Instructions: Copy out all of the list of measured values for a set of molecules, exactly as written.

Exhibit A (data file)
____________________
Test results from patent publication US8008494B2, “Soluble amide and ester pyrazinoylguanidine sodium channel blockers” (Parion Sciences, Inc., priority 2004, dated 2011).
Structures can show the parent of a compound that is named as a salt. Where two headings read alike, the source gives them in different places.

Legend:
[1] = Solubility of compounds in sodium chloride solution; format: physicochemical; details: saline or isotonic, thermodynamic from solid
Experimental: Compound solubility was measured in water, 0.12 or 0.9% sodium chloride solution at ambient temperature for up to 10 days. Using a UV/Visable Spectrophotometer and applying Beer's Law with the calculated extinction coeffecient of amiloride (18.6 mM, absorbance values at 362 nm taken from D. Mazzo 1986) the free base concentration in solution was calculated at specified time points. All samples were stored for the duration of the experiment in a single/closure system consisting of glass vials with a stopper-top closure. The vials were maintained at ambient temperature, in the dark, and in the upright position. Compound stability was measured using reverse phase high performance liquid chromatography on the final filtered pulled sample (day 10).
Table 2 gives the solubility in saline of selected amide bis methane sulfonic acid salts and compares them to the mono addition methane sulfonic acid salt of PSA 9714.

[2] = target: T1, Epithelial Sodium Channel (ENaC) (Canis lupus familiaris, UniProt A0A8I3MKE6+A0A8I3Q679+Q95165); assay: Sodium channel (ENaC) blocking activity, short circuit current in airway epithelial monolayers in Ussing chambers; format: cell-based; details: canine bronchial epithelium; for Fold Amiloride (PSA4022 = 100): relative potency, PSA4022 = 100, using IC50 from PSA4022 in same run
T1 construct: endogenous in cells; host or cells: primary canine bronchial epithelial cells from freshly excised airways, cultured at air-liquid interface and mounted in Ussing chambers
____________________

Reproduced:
Test results from patent publication US8008494B2, “Soluble amide and ester pyrazinoylguanidine sodium channel blockers” (Parion Sciences, Inc., priority 2004, dated 2011).
Structures can show the parent of a compound that is named as a salt. Where two headings read alike, the source gives them in different places.

Legend:
[1] = Solubility of compounds in sodium chloride solution; format: physicochemical; details: saline or isotonic, thermodynamic from solid
Experimental: Compound solubility was measured in water, 0.12 or 0.9% sodium chloride solution at ambient temperature for up to 10 days. Using a UV/Visable Spectrophotometer and applying Beer's Law with the calculated extinction coeffecient of amiloride (18.6 mM, absorbance values at 362 nm taken from D. Mazzo 1986) the free base concentration in solution was calculated at specified time points. All samples were stored for the duration of the experiment in a single/closure system consisting of glass vials with a stopper-top closure. The vials were maintained at ambient temperature, in the dark, and in the upright position. Compound stability was measured using reverse phase high performance liquid chromatography on the final filtered pulled sample (day 10).
Table 2 gives the solubility in saline of selected amide bis methane sulfonic acid salts and compares them to the mono addition methane sulfonic acid salt of PSA 9714.

[2] = target: T1, Epithelial Sodium Channel (ENaC) (Canis lupus familiaris, UniProt A0A8I3MKE6+A0A8I3Q679+Q95165); assay: Sodium channel (ENaC) blocking activity, short circuit current in airway epithelial monolayers in Ussing chambers; format: cell-based; details: canine bronchial epithelium; for Fold Amiloride (PSA4022 = 100): relative potency, PSA4022 = 100, using IC50 from PSA4022 in same run
T1 construct: endogenous in cells; host or cells: primary canine bronchial epithelial cells from freshly excised airways, cultured at air-liquid interface and mounted in Ussing chambers